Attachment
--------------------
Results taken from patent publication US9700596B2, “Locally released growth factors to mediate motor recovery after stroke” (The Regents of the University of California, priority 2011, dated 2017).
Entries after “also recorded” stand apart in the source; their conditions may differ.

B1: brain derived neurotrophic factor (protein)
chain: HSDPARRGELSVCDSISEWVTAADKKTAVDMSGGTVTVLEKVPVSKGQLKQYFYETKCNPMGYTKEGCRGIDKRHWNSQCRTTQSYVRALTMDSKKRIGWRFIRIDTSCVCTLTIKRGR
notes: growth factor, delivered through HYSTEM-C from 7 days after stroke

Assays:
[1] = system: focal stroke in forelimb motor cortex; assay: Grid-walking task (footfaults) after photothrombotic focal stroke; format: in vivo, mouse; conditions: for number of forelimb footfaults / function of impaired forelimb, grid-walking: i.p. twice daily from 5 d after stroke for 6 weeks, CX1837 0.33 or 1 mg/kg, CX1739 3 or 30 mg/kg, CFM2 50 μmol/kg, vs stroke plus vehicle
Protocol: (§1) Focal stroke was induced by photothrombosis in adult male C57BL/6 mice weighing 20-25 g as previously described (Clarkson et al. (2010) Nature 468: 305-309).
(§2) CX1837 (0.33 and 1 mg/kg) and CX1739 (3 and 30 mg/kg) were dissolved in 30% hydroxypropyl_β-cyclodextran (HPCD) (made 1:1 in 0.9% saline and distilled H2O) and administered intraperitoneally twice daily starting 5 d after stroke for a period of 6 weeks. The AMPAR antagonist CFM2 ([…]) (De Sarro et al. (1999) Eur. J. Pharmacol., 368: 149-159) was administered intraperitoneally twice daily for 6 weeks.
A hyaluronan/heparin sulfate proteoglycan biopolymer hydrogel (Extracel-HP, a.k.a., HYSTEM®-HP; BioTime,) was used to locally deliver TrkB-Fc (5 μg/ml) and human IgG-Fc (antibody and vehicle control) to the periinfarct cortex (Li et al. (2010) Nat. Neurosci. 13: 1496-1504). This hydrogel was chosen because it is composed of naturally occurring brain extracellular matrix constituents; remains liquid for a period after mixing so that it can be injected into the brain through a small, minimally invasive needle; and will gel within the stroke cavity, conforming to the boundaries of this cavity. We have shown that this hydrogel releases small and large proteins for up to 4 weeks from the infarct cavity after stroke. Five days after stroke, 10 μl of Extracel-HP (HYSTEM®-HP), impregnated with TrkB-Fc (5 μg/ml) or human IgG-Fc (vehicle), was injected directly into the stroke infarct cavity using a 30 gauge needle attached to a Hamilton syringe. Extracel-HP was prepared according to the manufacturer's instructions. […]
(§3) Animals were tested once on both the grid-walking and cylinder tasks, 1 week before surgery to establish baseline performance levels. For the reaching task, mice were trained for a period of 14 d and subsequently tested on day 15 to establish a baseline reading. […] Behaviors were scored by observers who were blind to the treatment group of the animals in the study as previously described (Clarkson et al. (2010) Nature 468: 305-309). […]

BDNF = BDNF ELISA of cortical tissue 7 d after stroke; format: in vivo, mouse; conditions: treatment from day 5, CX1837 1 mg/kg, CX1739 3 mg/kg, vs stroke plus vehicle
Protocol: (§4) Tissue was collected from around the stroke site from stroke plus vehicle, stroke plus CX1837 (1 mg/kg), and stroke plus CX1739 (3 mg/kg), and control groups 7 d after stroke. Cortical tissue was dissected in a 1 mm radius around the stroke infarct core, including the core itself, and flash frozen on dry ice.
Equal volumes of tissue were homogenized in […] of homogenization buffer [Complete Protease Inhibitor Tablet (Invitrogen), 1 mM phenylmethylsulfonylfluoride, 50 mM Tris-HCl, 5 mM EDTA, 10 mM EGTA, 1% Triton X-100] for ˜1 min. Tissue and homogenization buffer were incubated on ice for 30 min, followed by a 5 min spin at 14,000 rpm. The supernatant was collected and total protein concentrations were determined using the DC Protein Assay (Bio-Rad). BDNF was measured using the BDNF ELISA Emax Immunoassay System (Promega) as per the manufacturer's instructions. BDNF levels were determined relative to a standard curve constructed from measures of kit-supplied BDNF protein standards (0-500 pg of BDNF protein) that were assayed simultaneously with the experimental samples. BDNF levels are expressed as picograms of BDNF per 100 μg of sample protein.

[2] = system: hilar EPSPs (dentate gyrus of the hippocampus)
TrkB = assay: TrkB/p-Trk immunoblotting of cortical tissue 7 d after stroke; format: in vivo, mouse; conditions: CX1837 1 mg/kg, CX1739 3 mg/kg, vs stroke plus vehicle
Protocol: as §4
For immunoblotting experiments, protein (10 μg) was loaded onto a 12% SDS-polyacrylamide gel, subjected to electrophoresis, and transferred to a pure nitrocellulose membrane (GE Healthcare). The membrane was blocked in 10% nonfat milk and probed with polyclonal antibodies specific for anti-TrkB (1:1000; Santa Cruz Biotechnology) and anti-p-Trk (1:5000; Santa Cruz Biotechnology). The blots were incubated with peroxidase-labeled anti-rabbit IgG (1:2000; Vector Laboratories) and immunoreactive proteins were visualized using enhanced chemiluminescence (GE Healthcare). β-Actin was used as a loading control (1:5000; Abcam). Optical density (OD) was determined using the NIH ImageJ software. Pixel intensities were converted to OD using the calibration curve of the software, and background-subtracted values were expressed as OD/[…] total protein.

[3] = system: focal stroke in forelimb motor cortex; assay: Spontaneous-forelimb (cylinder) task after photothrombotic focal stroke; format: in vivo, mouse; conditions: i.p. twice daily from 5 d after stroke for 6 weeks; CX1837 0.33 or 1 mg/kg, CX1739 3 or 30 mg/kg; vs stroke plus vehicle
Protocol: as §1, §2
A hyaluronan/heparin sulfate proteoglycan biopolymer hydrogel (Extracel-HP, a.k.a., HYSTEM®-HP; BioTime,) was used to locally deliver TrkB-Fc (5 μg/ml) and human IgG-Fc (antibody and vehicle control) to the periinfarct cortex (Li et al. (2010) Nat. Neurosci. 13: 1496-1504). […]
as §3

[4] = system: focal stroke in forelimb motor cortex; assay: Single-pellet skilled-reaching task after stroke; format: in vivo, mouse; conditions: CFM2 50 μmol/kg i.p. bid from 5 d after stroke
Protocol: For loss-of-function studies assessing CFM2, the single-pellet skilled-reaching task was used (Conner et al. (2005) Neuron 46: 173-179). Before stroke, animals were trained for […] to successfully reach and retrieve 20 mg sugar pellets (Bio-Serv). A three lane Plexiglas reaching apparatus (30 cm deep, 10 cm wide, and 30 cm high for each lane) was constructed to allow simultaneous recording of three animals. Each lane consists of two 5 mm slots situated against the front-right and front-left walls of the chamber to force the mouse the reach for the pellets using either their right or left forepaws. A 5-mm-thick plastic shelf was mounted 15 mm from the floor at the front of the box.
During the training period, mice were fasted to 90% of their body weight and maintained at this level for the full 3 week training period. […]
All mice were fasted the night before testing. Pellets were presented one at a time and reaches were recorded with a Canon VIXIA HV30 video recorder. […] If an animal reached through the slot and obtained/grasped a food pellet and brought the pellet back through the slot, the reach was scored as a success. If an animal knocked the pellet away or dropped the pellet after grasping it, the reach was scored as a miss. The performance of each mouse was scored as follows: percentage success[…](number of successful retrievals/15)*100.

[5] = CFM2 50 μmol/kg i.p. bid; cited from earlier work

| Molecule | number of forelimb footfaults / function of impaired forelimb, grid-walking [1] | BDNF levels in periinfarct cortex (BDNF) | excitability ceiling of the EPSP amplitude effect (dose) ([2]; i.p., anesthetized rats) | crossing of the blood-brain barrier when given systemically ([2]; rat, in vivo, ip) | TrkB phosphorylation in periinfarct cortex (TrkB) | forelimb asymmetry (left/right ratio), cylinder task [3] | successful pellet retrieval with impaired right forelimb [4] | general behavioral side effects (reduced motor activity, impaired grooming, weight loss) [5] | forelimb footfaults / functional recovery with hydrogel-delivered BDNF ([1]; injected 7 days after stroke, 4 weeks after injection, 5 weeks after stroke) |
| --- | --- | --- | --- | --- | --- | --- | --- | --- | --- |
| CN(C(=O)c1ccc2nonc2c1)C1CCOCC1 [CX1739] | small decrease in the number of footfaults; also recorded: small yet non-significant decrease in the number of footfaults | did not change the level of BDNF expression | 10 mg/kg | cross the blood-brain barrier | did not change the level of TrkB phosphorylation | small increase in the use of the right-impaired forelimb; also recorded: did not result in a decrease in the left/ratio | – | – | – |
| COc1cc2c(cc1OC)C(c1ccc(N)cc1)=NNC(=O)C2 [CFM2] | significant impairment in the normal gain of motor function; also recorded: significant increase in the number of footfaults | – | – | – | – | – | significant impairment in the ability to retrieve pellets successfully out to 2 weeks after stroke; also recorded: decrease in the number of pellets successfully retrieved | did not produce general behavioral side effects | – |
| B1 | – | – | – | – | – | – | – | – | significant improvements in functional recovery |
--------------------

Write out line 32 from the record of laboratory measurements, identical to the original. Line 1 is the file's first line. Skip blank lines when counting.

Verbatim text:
| B1 | – | – | – | – | – | – | – | – | significant improvements in functional recovery |